Once the kids were put to bed, Jen, John, AJ and I sat around, sipping wine, catching up on life and what we all have been up to since we last saw each other. Jen and AJ have known each other for ages and they are the sort of low maintenance friends that I love. No stress and no pressure, each time we see each other, it is as if no time has passed. The kids get bigger, and the settings change, but they are still the same warm and caring folks that everyone needs in their life. I was both surprised, but not shocked to hear AJ turn to me and say “we better get going, it’s getting late…” and then to find out that it was past midnight. Sometimes the best times are those that involve good people, good food and a well air-conditioned living room on a hot Summer day.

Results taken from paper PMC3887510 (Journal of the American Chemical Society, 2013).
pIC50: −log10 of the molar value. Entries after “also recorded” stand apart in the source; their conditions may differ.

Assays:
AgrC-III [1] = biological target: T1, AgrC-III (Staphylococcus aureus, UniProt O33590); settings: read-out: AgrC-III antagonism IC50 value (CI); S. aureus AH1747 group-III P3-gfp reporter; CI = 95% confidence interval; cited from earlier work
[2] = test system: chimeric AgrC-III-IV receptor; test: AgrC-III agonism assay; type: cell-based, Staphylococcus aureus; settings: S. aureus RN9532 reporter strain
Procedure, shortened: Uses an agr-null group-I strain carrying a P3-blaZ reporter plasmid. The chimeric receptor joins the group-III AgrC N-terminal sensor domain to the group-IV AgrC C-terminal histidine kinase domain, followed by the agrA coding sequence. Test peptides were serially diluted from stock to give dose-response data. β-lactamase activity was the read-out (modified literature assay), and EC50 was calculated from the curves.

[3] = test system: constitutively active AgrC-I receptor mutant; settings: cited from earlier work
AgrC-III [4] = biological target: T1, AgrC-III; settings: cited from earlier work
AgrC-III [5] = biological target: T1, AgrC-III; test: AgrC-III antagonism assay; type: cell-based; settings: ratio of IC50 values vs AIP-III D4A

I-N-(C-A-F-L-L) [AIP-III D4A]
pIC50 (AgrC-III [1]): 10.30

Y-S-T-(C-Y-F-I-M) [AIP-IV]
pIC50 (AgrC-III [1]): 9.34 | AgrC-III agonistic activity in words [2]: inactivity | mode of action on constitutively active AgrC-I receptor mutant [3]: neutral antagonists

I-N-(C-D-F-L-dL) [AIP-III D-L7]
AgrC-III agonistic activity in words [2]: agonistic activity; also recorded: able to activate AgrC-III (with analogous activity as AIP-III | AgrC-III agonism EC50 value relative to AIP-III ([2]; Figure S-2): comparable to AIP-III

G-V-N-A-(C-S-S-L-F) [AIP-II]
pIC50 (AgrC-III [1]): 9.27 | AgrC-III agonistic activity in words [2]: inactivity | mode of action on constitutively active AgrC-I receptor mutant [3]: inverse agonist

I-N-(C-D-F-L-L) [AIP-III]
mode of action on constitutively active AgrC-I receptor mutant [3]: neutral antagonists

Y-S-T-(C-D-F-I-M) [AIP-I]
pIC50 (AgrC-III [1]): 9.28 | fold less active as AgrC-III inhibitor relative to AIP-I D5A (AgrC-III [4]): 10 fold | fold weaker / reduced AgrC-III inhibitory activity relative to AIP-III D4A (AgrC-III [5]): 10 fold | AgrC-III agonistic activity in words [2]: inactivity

The pie was a hit with both the family and AJ and I. Both the boys enjoyed it, though one definitely preferred the ice cream (as he really doesn’t like warm food). The youngest though, loved it. When Jen showed her the picture I took of her eating the pie, she turned to her mom and stated matter of factly “I like pie.” You really can’t get better praise than that.
Apricot, Sweet Cherry and Plum Vanilla Spiced Pie
By Irvin Lin